That said, if you plan to use them to work out, the Amazon Echo Buds (2nd Gen) do have two key design features that make them particularly good gym companions. The first is that they have an IPX4 rating, making them splash-proof. That means they’ll be totally fine if they get some sweat on them. The other great feature is that they come with a few different ear tip sizes in the box, and a few wings to help stabilize them in your ear during workouts. Not only does this create the great seal that you need for optimal sound performance, but it also prevents the earbuds from bouncing out when you’re running on the treadmill.
Speaking of the eartips, we have to give some serious props to Amazon’s use of the external microphones during setup. Basically, the Amazon Alexa app can tell you if your earbuds have a good seal by playing a few tones and seeing how much of that leaks through to the outer microphones. It’s a small thing, but we can’t stress enough how important it is to find a good fit with earbuds, and this a great way to do it.
To control the earbuds you have two options: you can either tap on the earbuds or use Alexa voice controls. Should you use the former, you can tap once to play or pause music; twice to skip to the next song or answer phone calls; and three times to go back to the previous song. By default, a long press switches between noise cancellation and audio passthrough modes, which is helpful if you need to quickly listen to what someone’s saying and you don’t want to pull out the earbuds.
Alexa voice controls are straight forward – you can often simply say things like “play” or “next song” and Alexa will understand what you want – but using commands like “Alexa, turn off noise cancellation” can be a bit more finicky.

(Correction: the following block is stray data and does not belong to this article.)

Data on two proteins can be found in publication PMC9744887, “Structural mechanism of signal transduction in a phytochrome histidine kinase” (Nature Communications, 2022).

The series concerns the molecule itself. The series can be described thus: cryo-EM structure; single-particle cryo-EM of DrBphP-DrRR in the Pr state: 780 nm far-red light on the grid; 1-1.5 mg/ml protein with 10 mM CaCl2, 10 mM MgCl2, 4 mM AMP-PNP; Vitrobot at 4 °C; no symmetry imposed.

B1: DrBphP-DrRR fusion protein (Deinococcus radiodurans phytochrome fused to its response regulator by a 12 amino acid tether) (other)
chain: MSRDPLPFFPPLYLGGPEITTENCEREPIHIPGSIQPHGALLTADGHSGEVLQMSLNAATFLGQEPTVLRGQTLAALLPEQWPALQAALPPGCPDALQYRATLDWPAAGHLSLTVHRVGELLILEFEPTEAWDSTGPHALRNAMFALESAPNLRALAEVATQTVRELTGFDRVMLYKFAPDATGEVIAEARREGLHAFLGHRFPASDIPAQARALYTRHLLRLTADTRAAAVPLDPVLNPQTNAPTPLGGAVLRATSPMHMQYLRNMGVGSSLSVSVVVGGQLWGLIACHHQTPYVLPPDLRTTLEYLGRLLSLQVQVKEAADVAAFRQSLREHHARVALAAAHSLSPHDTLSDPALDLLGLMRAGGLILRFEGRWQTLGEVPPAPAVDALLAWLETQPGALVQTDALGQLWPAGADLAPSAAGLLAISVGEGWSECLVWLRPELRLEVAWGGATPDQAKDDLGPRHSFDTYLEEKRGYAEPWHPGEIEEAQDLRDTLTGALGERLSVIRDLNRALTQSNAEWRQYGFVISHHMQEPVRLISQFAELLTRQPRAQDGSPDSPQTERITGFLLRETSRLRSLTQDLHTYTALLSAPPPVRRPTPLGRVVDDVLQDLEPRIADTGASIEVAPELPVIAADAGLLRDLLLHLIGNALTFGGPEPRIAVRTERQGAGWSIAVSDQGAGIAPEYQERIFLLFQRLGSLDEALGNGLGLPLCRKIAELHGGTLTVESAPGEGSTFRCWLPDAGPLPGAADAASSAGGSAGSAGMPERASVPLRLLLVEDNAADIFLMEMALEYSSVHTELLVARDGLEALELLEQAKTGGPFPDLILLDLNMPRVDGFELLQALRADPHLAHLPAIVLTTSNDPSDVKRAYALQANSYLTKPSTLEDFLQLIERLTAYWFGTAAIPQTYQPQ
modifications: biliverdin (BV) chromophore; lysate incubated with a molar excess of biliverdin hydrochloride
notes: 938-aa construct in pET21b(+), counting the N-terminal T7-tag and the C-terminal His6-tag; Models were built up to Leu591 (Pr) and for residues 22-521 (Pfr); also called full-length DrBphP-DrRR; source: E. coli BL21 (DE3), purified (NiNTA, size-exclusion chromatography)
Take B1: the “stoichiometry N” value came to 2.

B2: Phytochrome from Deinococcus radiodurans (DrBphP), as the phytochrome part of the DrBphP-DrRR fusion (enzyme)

Speaking of the case, it's pretty lightweight and easy to carry around in your pocket for long periods of time. The only thing we don't love about it is that the hinge of the case is fairly weak and could snap if dropped from the right height, so it's worth being especially careful with it when you have it in your hands.
- A big improvement compared to the original Echo Buds
- Noise cancellation is solid, but still not incredible
- No support for Hi-Res or spatial audio
In terms of straight up audio reproduction, there seems to be a big improvement in terms of sound quality. In our original review of the Amazon Echo Buds, we said that the bass was heavy-handed and muddy, and mids lacked resolution across the frequency range. These issues feel significantly improved this time around, and we can now make out some key details in some of our favorite songs.
For example, you can hear a real richness to Ariana Grande’s voice in The Weeknd’s Save Your Tears (Remix) that simply wouldn’t have been possible before. I Feel It Coming with Daft Punk has a wide left-right stereo separation, which is pretty impressive for a pair of true wireless earbuds. No song had as wide of a soundstage as you’d expect from a pair of open-back over-ear headphones, but there’s definitely a higher level of clarity than before.
Problematically, though, they’re not hi-res by any stretch of the imagination, nor do they support any of the 3D spatial audio formats. You can find the latter on the Sony WF-SP800N that support Sony 360 Reality Audio or on the Apple AirPods Pro that support Apple’s own spatial audio format. The Amazon Echo Buds (2nd Gen) don’t support any.
It’s a similar story for the Echo Buds’ noise cancellation. On one hand, there’s been a significant improvement to the way the Buds cancel sound – by Amazon’s estimates the new Echo Buds block out about twice as much sound as their predecessors. That makes sense considering the original Amazon Echo Buds featured noise reduction technology rather than outright active noise cancellation, and it’s an improvement that hasn’t gone unnoticed.